National 12th-grade reading and math scores from the 2019 National Assessment of Educational Progress (NAEP) mostly held steady on average compared to performance in 2015, but results from students scoring in the lowest percentiles dipped noticeably.
A deeper examination of the results, also known as The Nation’s Report Card, shows a widening gap between the average reading performance of Black and White students from 1992 to 2019. The gap was 24 points in 1992 and 32 points in 2019, showing the scores of Black students are, on average, declining faster than those of White students.
More funding and access to high-quality curriculum and instruction should be priorities if school systems want to better prepare students for post secondary success, education stakeholders said.
The stagnation of the 12th-grade NAEP results should be a “wake-up” call to the nation that students may not be getting the general skills they need by the time they graduate high school, said Alberto Carvalho, superintendent of Miami-Dade County Public Schools in Miami, Florida, who participated in an Oct. 28 virtual panel marking the release of the results.
Carvalho also voiced concern about the pandemic’s impact on student achievement.
“I think the gap that we are experiencing is a result of a disruptive fourth quarter of last year, compounded by the summer regression, compounded by a level of disengaged students in the first quarter of this year,” he said. “You put all those elements together, and we should be bracing ourselves, quite frankly, for a historic academic regression the likes of which we’ve never seen.”
U.S. Secretary of Education Betsy DeVos also voiced disappointment in the results in a statement, saying, “This Report Card should light a fire under America’s education leaders to pivot and try something new to avert another lost generation. Legislators of both parties should stop making excuses and start working with their governors and the White House right now to pass meaningful reforms that empower students and parents to take control of their education and their future.”
Education-related organizations said schools need to look for solutions to boost student performance. Trena Wilkerson, president of the National Council of Teachers of Mathematics (NCTM), said the organization is supporting schools and districts as they look at their policies and practices to provide students with access to high-quality math curriculum and instruction.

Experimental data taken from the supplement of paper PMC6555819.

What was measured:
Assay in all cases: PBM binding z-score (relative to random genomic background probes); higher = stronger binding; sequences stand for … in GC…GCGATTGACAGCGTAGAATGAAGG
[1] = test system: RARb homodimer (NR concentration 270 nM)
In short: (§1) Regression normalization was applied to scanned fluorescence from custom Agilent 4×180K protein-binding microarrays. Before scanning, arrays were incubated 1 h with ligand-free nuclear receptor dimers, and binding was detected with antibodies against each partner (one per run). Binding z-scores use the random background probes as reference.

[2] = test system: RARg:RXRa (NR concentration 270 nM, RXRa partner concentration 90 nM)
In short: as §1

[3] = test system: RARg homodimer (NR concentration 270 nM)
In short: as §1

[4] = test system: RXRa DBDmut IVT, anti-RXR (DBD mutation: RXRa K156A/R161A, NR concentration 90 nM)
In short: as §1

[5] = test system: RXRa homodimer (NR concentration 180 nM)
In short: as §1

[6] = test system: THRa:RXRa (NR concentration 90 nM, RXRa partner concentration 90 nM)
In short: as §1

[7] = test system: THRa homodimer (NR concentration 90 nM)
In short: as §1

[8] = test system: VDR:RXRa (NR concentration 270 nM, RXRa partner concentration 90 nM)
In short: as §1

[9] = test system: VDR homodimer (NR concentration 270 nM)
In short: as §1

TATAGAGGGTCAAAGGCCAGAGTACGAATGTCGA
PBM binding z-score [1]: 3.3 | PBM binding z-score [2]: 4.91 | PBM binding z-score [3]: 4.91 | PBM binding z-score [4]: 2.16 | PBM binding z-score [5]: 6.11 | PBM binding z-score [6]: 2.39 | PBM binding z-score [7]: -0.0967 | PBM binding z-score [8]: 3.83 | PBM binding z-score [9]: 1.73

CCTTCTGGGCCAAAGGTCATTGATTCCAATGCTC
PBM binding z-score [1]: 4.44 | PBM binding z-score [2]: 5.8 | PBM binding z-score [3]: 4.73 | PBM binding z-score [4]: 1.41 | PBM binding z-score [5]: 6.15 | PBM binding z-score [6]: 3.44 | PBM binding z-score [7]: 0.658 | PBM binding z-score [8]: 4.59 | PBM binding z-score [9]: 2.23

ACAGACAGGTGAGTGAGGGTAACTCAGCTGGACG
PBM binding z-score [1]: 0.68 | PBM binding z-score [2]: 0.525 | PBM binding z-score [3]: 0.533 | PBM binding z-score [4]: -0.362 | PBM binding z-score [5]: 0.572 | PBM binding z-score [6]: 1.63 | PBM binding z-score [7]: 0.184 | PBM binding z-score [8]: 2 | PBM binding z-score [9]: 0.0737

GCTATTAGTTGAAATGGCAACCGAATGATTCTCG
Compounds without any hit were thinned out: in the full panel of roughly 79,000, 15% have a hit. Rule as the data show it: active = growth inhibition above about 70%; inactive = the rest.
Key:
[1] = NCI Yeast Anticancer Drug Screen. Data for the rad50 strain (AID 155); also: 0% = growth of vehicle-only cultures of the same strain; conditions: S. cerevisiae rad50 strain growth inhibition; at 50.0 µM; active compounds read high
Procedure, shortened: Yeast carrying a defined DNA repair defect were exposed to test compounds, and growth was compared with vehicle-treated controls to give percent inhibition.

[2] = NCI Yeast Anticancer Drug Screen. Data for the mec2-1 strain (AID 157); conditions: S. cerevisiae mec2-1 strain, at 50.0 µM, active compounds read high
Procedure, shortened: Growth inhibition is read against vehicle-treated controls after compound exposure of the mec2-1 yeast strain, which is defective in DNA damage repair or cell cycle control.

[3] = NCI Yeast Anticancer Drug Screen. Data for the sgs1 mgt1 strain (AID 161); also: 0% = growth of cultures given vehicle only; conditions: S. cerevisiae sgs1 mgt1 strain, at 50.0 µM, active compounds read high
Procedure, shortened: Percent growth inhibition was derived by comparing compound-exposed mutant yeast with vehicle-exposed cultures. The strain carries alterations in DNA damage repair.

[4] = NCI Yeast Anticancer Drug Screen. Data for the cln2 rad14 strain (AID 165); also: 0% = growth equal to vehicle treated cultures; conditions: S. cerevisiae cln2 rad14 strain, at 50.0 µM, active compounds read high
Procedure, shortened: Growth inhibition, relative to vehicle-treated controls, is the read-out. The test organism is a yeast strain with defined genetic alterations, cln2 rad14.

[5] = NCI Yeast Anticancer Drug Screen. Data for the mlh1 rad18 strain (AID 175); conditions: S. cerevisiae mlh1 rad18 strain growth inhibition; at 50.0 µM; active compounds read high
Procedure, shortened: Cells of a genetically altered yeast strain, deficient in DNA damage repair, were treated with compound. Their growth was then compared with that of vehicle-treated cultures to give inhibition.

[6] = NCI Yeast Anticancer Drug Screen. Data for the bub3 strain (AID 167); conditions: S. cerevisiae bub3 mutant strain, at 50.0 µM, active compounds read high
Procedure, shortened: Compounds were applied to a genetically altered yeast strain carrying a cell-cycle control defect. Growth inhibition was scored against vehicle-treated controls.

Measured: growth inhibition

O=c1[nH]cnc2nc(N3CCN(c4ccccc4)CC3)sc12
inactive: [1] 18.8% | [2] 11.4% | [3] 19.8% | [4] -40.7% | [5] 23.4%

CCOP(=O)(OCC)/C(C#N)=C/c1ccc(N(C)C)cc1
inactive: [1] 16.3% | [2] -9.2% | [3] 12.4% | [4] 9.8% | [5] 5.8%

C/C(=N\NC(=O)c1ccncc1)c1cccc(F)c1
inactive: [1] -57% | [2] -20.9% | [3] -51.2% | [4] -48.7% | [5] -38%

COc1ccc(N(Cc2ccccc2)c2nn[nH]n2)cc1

“We must also step back and see how our national policies are driving this generational stagnation in mathematics learning,” Wilkerson said in an emailed statement.
Anna Maria Chávez, executive director and CEO of the National School Boards Association (NSBA), said in a statement that schools need more federal stimulus funding to survive the pandemic and to implement transformative practices. “Public schools need support to reinvent and improve learning, recruit and support teachers, and close the homework gap by providing students access to high-speed broadband,” she said.
In Miami-Dade, Carvalho said the district uses a data-driven approach to understand where the learning gaps are so resources and funding can be directed to support students in need. The district also uses inclusive practices and provides a wide variety of courses, including opportunities for high-schoolers to earn college credits, Carvalho said.
Paul Gasparini, principal of Jamesville-DeWitt High School in DeWitt, New York, also spoke on the panel, saying his school offers small-group and one-to-one tutoring to increase student performance. “I think a combination of those practices with a focus on people… seem for us in particular to provide some level of success for our most at-risk students,” Gasparini said.
The 2019 12th grade NAEP results did have some encouraging data: More than half of high school seniors — 61% — had applied or been accepted to a four-year college, and more lower-performing 12th-graders reported they took more advanced math and reading courses compared to 12th-graders in 2015.
The 2019 NAEP was administered between January and March in 2019, and it had 25,400 students from 1,770 schools taking the math portion and 26,700 students from 1,780 schools taking the reading portion. The tests were administered in both pencil-and-paper and tablet formats, and there was no statistical difference in performance between the two, said Peggy Carr, associate commissioner at the National Center for Education Statistics, who spoke during the webinar.